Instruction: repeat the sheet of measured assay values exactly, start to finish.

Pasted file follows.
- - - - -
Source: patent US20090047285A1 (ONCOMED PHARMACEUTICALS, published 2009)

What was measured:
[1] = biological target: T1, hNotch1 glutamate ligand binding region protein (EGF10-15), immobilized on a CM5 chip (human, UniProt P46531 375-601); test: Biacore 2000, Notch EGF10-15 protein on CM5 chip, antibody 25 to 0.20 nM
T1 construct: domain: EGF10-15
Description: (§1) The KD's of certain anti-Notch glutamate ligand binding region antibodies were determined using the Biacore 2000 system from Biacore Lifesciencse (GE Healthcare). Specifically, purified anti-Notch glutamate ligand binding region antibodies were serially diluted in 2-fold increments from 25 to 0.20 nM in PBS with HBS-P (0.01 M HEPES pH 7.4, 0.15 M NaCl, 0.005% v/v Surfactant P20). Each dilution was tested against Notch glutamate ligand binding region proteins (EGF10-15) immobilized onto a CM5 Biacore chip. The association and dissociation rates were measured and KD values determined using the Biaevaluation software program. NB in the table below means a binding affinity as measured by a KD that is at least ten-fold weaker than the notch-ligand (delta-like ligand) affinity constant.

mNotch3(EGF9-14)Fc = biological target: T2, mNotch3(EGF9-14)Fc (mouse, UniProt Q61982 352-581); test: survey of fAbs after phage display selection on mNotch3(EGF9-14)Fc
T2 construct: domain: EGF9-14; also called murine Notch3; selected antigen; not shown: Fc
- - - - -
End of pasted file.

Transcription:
Source: patent US20090047285A1 (ONCOMED PHARMACEUTICALS, published 2009)

What was measured:
[1] = biological target: T1, hNotch1 glutamate ligand binding region protein (EGF10-15), immobilized on a CM5 chip (human, UniProt P46531 375-601); test: Biacore 2000, Notch EGF10-15 protein on CM5 chip, antibody 25 to 0.20 nM
T1 construct: domain: EGF10-15
Description: (§1) The KD's of certain anti-Notch glutamate ligand binding region antibodies were determined using the Biacore 2000 system from Biacore Lifesciencse (GE Healthcare). Specifically, purified anti-Notch glutamate ligand binding region antibodies were serially diluted in 2-fold increments from 25 to 0.20 nM in PBS with HBS-P (0.01 M HEPES pH 7.4, 0.15 M NaCl, 0.005% v/v Surfactant P20). Each dilution was tested against Notch glutamate ligand binding region proteins (EGF10-15) immobilized onto a CM5 Biacore chip. The association and dissociation rates were measured and KD values determined using the Biaevaluation software program. NB in the table below means a binding affinity as measured by a KD that is at least ten-fold weaker than the notch-ligand (delta-like ligand) affinity constant.

mNotch3(EGF9-14)Fc = biological target: T2, mNotch3(EGF9-14)Fc (mouse, UniProt Q61982 352-581); test: survey of fAbs after phage display selection on mNotch3(EGF9-14)Fc
T2 construct: domain: EGF9-14; also called murine Notch3; selected antigen; not shown: Fc